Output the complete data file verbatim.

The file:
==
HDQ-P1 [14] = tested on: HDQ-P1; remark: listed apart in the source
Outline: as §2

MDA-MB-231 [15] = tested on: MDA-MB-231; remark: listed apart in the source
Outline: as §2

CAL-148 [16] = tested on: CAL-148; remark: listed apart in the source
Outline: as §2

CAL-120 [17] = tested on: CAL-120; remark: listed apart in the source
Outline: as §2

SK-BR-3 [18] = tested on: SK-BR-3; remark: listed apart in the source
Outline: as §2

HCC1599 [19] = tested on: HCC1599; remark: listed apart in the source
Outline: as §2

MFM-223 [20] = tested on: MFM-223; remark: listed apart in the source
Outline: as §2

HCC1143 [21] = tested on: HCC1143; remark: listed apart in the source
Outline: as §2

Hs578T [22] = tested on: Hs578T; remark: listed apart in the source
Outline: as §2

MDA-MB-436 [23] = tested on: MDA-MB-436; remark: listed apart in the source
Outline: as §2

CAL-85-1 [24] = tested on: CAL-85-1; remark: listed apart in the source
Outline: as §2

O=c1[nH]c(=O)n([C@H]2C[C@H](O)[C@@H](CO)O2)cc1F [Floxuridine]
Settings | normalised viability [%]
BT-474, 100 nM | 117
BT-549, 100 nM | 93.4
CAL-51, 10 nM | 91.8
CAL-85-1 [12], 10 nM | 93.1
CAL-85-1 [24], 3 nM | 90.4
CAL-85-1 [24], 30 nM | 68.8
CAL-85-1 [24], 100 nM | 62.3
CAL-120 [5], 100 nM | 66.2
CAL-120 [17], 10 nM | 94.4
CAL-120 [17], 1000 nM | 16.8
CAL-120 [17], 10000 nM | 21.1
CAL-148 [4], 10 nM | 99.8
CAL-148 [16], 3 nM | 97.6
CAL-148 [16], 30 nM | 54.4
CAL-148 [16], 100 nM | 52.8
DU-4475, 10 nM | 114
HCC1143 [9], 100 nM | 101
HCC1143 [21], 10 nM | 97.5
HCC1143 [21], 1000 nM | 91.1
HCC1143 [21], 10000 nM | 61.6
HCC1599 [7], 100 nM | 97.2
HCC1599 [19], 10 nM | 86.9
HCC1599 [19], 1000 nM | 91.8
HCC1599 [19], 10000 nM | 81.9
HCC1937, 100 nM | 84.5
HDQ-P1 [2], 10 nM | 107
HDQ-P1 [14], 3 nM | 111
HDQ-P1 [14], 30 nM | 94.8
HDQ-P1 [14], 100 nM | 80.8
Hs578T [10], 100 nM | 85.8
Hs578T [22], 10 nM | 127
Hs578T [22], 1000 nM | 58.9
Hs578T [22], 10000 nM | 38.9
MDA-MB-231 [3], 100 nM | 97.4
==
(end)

HDQ-P1 [14] = tested on: HDQ-P1; remark: listed apart in the source
Outline: as §2

MDA-MB-231 [15] = tested on: MDA-MB-231; remark: listed apart in the source
Outline: as §2

CAL-148 [16] = tested on: CAL-148; remark: listed apart in the source
Outline: as §2

CAL-120 [17] = tested on: CAL-120; remark: listed apart in the source
Outline: as §2

SK-BR-3 [18] = tested on: SK-BR-3; remark: listed apart in the source
Outline: as §2

HCC1599 [19] = tested on: HCC1599; remark: listed apart in the source
Outline: as §2

MFM-223 [20] = tested on: MFM-223; remark: listed apart in the source
Outline: as §2

HCC1143 [21] = tested on: HCC1143; remark: listed apart in the source
Outline: as §2

Hs578T [22] = tested on: Hs578T; remark: listed apart in the source
Outline: as §2

MDA-MB-436 [23] = tested on: MDA-MB-436; remark: listed apart in the source
Outline: as §2

CAL-85-1 [24] = tested on: CAL-85-1; remark: listed apart in the source
Outline: as §2

O=c1[nH]c(=O)n([C@H]2C[C@H](O)[C@@H](CO)O2)cc1F [Floxuridine]
Settings | normalised viability [%]
BT-474, 100 nM | 117
BT-549, 100 nM | 93.4
CAL-51, 10 nM | 91.8
CAL-85-1 [12], 10 nM | 93.1
CAL-85-1 [24], 3 nM | 90.4
CAL-85-1 [24], 30 nM | 68.8
CAL-85-1 [24], 100 nM | 62.3
CAL-120 [5], 100 nM | 66.2
CAL-120 [17], 10 nM | 94.4
CAL-120 [17], 1000 nM | 16.8
CAL-120 [17], 10000 nM | 21.1
CAL-148 [4], 10 nM | 99.8
CAL-148 [16], 3 nM | 97.6
CAL-148 [16], 30 nM | 54.4
CAL-148 [16], 100 nM | 52.8
DU-4475, 10 nM | 114
HCC1143 [9], 100 nM | 101
HCC1143 [21], 10 nM | 97.5
HCC1143 [21], 1000 nM | 91.1
HCC1143 [21], 10000 nM | 61.6
HCC1599 [7], 100 nM | 97.2
HCC1599 [19], 10 nM | 86.9
HCC1599 [19], 1000 nM | 91.8
HCC1599 [19], 10000 nM | 81.9
HCC1937, 100 nM | 84.5
HDQ-P1 [2], 10 nM | 107
HDQ-P1 [14], 3 nM | 111
HDQ-P1 [14], 30 nM | 94.8
HDQ-P1 [14], 100 nM | 80.8
Hs578T [10], 100 nM | 85.8
Hs578T [22], 10 nM | 127
Hs578T [22], 1000 nM | 58.9
Hs578T [22], 10000 nM | 38.9
MDA-MB-231 [3], 100 nM | 97.4